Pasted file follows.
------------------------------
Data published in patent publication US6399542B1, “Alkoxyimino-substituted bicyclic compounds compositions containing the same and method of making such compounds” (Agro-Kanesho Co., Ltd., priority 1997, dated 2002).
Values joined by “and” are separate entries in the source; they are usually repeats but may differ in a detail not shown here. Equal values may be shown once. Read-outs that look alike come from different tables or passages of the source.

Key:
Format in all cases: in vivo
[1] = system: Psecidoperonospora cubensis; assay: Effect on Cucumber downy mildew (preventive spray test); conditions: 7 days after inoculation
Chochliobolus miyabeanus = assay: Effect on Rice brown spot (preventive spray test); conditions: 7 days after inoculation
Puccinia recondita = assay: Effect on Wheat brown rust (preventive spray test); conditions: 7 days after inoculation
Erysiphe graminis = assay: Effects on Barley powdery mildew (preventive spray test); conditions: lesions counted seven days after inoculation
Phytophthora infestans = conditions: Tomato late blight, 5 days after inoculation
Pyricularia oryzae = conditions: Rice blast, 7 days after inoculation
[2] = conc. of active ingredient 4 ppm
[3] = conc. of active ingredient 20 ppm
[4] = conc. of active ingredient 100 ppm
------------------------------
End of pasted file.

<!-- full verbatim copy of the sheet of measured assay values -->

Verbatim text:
Data published in patent publication US6399542B1, “Alkoxyimino-substituted bicyclic compounds compositions containing the same and method of making such compounds” (Agro-Kanesho Co., Ltd., priority 1997, dated 2002).
Values joined by “and” are separate entries in the source; they are usually repeats but may differ in a detail not shown here. Equal values may be shown once. Read-outs that look alike come from different tables or passages of the source.

Key:
Format in all cases: in vivo
[1] = system: Psecidoperonospora cubensis; assay: Effect on Cucumber downy mildew (preventive spray test); conditions: 7 days after inoculation
Chochliobolus miyabeanus = assay: Effect on Rice brown spot (preventive spray test); conditions: 7 days after inoculation
Puccinia recondita = assay: Effect on Wheat brown rust (preventive spray test); conditions: 7 days after inoculation
Erysiphe graminis = assay: Effects on Barley powdery mildew (preventive spray test); conditions: lesions counted seven days after inoculation
Phytophthora infestans = conditions: Tomato late blight, 5 days after inoculation
Pyricularia oryzae = conditions: Rice blast, 7 days after inoculation
[2] = conc. of active ingredient 4 ppm
[3] = conc. of active ingredient 20 ppm
[4] = conc. of active ingredient 100 ppm